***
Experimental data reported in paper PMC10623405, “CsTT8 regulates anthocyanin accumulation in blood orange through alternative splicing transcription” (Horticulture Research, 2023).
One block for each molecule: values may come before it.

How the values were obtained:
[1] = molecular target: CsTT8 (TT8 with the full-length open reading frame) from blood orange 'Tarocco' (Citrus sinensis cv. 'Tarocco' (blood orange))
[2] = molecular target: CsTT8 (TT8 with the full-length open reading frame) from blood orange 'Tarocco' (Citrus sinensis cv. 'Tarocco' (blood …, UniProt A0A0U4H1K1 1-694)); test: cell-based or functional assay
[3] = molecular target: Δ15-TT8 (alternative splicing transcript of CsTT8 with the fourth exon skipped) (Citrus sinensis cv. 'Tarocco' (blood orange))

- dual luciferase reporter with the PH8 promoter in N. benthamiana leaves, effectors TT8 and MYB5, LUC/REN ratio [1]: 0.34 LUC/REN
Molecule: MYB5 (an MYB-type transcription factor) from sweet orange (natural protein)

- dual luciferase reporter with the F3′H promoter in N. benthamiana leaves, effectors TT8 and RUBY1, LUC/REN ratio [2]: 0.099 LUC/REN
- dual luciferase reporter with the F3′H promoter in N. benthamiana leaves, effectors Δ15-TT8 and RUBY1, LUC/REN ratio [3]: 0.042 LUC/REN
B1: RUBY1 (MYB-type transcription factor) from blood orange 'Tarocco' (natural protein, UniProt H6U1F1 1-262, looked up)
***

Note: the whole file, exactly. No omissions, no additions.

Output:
Experimental data reported in paper PMC10623405, “CsTT8 regulates anthocyanin accumulation in blood orange through alternative splicing transcription” (Horticulture Research, 2023).
One block for each molecule: values may come before it.

How the values were obtained:
[1] = molecular target: CsTT8 (TT8 with the full-length open reading frame) from blood orange 'Tarocco' (Citrus sinensis cv. 'Tarocco' (blood orange))
[2] = molecular target: CsTT8 (TT8 with the full-length open reading frame) from blood orange 'Tarocco' (Citrus sinensis cv. 'Tarocco' (blood …, UniProt A0A0U4H1K1 1-694)); test: cell-based or functional assay
[3] = molecular target: Δ15-TT8 (alternative splicing transcript of CsTT8 with the fourth exon skipped) (Citrus sinensis cv. 'Tarocco' (blood orange))

- dual luciferase reporter with the PH8 promoter in N. benthamiana leaves, effectors TT8 and MYB5, LUC/REN ratio [1]: 0.34 LUC/REN
Molecule: MYB5 (an MYB-type transcription factor) from sweet orange (natural protein)

- dual luciferase reporter with the F3′H promoter in N. benthamiana leaves, effectors TT8 and RUBY1, LUC/REN ratio [2]: 0.099 LUC/REN
- dual luciferase reporter with the F3′H promoter in N. benthamiana leaves, effectors Δ15-TT8 and RUBY1, LUC/REN ratio [3]: 0.042 LUC/REN
B1: RUBY1 (MYB-type transcription factor) from blood orange 'Tarocco' (natural protein, UniProt H6U1F1 1-262, looked up)